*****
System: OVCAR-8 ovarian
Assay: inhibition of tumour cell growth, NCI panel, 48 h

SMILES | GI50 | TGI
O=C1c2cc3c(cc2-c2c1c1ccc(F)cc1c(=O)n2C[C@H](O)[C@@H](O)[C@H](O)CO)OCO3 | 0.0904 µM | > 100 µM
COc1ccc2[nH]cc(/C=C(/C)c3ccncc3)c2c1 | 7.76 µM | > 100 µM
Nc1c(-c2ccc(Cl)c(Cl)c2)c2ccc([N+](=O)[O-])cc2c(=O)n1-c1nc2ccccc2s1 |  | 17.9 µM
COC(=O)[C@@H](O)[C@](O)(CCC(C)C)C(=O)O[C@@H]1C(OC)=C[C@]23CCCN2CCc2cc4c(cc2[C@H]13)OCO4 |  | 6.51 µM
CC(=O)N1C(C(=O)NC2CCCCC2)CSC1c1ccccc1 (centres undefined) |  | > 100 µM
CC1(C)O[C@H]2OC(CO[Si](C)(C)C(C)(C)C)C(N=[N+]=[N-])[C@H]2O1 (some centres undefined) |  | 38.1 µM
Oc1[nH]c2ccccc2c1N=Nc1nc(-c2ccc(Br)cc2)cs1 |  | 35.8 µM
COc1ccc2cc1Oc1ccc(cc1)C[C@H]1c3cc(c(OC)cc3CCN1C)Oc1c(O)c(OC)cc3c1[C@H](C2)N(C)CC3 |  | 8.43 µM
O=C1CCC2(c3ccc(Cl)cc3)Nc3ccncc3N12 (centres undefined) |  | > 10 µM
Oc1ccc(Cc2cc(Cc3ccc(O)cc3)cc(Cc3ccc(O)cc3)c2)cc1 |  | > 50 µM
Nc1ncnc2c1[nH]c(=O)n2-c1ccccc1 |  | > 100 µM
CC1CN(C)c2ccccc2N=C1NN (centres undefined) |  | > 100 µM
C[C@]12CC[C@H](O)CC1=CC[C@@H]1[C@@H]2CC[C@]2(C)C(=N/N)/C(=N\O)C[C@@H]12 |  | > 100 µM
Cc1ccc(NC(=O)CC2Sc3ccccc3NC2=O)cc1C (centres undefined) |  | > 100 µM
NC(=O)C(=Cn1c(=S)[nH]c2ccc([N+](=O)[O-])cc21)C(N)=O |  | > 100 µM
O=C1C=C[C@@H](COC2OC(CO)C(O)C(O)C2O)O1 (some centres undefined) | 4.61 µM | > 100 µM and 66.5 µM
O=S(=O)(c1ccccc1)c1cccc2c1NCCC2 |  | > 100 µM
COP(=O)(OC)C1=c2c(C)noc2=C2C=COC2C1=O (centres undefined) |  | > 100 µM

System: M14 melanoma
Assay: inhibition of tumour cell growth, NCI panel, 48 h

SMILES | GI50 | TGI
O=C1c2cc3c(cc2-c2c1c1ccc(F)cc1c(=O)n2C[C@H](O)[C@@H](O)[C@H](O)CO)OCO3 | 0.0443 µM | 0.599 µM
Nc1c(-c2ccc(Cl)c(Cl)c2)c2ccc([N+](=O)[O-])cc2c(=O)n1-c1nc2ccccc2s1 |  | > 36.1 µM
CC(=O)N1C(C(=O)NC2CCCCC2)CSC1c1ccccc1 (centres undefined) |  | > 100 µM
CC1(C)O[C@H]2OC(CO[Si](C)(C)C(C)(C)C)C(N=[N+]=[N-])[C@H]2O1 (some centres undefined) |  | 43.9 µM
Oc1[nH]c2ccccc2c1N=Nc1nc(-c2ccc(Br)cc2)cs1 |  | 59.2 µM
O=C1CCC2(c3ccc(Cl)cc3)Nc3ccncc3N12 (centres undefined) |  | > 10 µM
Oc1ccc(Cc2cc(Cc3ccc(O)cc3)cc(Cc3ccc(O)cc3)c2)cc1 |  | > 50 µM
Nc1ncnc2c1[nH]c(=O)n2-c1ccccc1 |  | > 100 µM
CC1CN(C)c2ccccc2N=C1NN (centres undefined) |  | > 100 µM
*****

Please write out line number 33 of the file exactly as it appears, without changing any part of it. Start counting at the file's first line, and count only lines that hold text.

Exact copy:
CC1CN(C)c2ccccc2N=C1NN (centres undefined) |  | > 100 µM